The draft Directives stem from the Auto/Oil programme, a tripartite initiative between the European Commission and the oil and car industries designed to secure cost-effective compliance with air quality objectives by 2010.
Last summer, Environment Ministers agreed a common position significantly tougher than the Commission's original proposals (ENDS Report 269, pp 43-44 ). On 18 February, an unexpectedly large majority of MEPs approved a series of amendments which would toughen the text still further.
Parliament's most significant change is its insistence on binding vehicle emission limits and fuel quality standards for 2005. The Council agreed binding standards for 2000, but proposed only indicative standards for 2005. It intended that these would be confirmed or modified in light of the Auto/Oil II programme, which will include a more thorough analysis of Europe's air quality problems. The programme is due to be completed by mid-1999, but may be delayed by disagreements between the car and oil industries.
However, the Parliament concluded that binding limits for 2005 are needed to enable industry to make the necessary investments and adapt its production plans. It accepted its Environment Committee's call for binding sulphur limits of 30ppm for petrol and 50ppm for diesel in 2005. The Council had offered only indicative limits of 50ppm for both fuels.
MEPs were swayed by the argument that low fuel sulphur levels are needed to enable car makers to introduce more efficient petrol engines and diesels with lower emissions of nitrogen oxides (ENDS Report 276, p 9 ). The Environment Committee's rapporteur accused the oil industry of consistently overstating the investment costs of meeting tougher standards.
Parliament also voted for tighter fuel quality standards to come into force in January 2000. For petrol, it backed tighter limits on olefins and aromatics. And for diesel, MEPs want the sulphur limit for 2000 lowered from 350ppm to 200ppm.
Despite lobbying from environmental groups, MEPs retained the Council's proposal to permit a five-year derogation on the ban on marketing of leaded petrol from 2000. This would apply in Member States which could demonstrate that a ban in 2000 would cause "severe socio-economic problems". They also approved a one-year derogation for petrol quality standards for 2000 where a Member State's refining industry would experience "severe difficulties", and introduced scope for a three-year derogation on the diesel sulphur standard. The moves were a bid to secure support from MEPs from southern Member States.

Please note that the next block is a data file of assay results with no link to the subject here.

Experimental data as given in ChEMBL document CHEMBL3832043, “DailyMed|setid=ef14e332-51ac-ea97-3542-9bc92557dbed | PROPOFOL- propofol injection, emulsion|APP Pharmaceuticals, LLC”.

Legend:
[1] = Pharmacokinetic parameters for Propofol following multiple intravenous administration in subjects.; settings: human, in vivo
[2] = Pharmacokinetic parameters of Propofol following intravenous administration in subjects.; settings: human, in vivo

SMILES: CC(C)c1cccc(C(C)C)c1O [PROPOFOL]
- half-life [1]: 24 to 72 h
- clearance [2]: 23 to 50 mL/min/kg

Oil industry trade association Europia reacted angrily to the vote. "MEPs have listened to the calls of extremists and ignored the voice of reason," a spokesman said. He accused them of going against the Auto/Oil principles of cost-effectiveness agreed by the Parliament and Council in 1994. Europia claims that Parliament's package would cost five times more than the Commission's original proposals, but improve air quality by just 1%.
Parliament also voted to tighten emission standards for particulates and nitrogen oxides from diesel cars, and of hydrocarbons from both diesel and petrol cars. It also backed a significant tightening of emission limits on light commercial vehicles, proposed under a separate Directive (ENDS Report 269, pp 43-44 ). Again, it wants the Council's indicative emission limits for all vehicles in 2005 to be made mandatory.
All three proposals will now have to be settled under the conciliation procedure. The negotiations are likely to prove difficult. Last year, the Council suggested that its common position was as far as it was prepared to go, but the Parliament has been given a strong hand by the large majority in favour of its amendments. Negotiations are due to be concluded by the end of the UK Presidency in June.